After the birth, Reflexology can be an essential part of the new mom’s after care. Reflexology treatments will help to restore the balance of hormones, preventing post natal depression and anxiety. It will help to improve sleep patterns, recovery of energies after labour. Reflexology can also be a valuable asset for breastfeeding, encouraging, for example, good lactation.
There is so much more I could say, but please call me or send me an email if you would like to know more and find out how Reflexology could help you and your family. You can also visit my website and blog at http://www.reflexology4me.co.uk.
Thank you Sam for giving me the opportunity to share my passion and talk about what I do. Best wishes.
A doula? What is a doula?
When I tell people I am a doula, I usually get a blank look. Then the person says, “A doula? Ummmm…. what’s a doula?” So I decided to write about it
“Doula” comes from a Greek word meaning “female slave”. These days, it means someone who provides support to women and their families around the time they have a baby, to try to help them make the whole experience as positive as possible. There are two main kinds; birth doulas and post natal doulas. Some do both.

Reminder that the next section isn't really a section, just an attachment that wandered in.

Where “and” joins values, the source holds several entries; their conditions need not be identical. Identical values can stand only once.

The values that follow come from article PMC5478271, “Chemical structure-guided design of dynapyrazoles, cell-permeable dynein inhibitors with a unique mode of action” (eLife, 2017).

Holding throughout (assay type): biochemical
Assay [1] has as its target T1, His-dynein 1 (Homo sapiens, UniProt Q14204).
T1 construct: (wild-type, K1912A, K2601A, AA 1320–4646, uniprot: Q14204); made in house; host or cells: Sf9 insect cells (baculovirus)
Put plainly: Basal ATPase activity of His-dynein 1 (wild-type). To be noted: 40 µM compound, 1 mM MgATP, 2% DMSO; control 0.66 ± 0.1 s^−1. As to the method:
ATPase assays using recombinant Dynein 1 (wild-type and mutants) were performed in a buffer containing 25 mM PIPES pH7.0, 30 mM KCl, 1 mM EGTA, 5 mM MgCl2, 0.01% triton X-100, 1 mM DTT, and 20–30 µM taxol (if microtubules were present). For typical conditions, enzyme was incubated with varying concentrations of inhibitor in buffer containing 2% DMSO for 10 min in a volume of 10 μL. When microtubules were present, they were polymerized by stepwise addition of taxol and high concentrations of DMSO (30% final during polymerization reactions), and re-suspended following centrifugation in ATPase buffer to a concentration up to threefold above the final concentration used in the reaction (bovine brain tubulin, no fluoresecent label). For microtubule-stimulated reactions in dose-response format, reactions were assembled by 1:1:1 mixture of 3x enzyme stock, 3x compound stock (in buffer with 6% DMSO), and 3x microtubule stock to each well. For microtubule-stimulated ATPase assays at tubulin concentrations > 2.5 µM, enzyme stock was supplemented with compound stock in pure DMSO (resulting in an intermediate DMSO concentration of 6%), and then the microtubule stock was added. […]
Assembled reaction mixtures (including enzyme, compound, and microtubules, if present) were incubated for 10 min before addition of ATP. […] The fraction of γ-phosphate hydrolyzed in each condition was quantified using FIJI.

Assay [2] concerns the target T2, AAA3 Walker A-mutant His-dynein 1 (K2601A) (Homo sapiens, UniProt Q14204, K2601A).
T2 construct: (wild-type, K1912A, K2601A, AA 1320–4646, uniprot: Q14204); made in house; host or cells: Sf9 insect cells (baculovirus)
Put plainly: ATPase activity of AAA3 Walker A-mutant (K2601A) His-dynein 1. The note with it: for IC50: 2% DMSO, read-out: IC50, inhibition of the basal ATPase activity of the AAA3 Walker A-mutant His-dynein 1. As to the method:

- A birth doula is usually knowledgeable and confident about birth.
- She helps women prepare for birth by addressing worries or confusion about the process
- She gives information and signposts to resources
- She helps women work out what their options are so they can write a plan.
- She finds out what the mum-to-be wants and supports her with whatever choices she makes.
- She can usually suggest coping strategies and loan materials like books, birth ball, pool etc.
- When the lady goes into labour, the doula is a continuous, calm presence and offers help, encouragement and reassurance for the woman and her partner.
- She helps to liaise with health care providers during pregnancy and birth.
- The doula usually stays until the baby is born, the placenta is out and the family are happy for her to go. There is no shift change.